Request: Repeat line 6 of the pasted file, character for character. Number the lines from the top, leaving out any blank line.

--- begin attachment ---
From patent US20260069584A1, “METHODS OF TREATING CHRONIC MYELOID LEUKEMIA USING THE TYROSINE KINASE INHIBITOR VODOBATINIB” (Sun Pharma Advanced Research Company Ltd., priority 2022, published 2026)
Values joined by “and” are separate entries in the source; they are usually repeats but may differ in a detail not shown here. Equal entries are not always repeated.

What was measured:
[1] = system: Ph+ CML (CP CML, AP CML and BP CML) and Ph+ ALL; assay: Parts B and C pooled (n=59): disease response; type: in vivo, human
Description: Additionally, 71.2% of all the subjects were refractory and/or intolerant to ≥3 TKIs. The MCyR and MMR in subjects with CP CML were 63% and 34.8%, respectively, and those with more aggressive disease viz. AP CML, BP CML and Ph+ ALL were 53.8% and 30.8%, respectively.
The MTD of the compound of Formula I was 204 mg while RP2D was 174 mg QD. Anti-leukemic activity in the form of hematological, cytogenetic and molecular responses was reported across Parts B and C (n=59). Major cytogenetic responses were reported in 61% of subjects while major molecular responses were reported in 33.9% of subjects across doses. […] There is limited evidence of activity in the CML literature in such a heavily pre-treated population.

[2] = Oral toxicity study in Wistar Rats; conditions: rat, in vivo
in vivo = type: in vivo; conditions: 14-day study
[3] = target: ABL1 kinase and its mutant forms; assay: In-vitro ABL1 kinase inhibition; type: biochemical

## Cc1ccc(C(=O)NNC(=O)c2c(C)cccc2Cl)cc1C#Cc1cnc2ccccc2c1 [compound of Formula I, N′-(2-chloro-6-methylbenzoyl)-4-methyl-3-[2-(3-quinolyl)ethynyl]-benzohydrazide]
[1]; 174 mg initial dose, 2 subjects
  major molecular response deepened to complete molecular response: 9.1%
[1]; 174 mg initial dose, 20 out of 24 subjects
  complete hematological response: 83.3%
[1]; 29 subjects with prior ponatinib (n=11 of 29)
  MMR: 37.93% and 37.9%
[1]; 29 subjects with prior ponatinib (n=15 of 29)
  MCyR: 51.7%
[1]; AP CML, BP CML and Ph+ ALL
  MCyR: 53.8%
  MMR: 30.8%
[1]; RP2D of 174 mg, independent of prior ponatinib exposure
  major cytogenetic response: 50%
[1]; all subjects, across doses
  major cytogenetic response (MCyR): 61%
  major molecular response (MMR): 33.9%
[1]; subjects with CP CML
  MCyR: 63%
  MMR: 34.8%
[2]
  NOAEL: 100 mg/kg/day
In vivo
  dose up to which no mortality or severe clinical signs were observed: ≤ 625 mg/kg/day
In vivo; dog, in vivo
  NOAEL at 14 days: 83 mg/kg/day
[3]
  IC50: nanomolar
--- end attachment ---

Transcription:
The MTD of the compound of Formula I was 204 mg while RP2D was 174 mg QD. Anti-leukemic activity in the form of hematological, cytogenetic and molecular responses was reported across Parts B and C (n=59). Major cytogenetic responses were reported in 61% of subjects while major molecular responses were reported in 33.9% of subjects across doses. […] There is limited evidence of activity in the CML literature in such a heavily pre-treated population.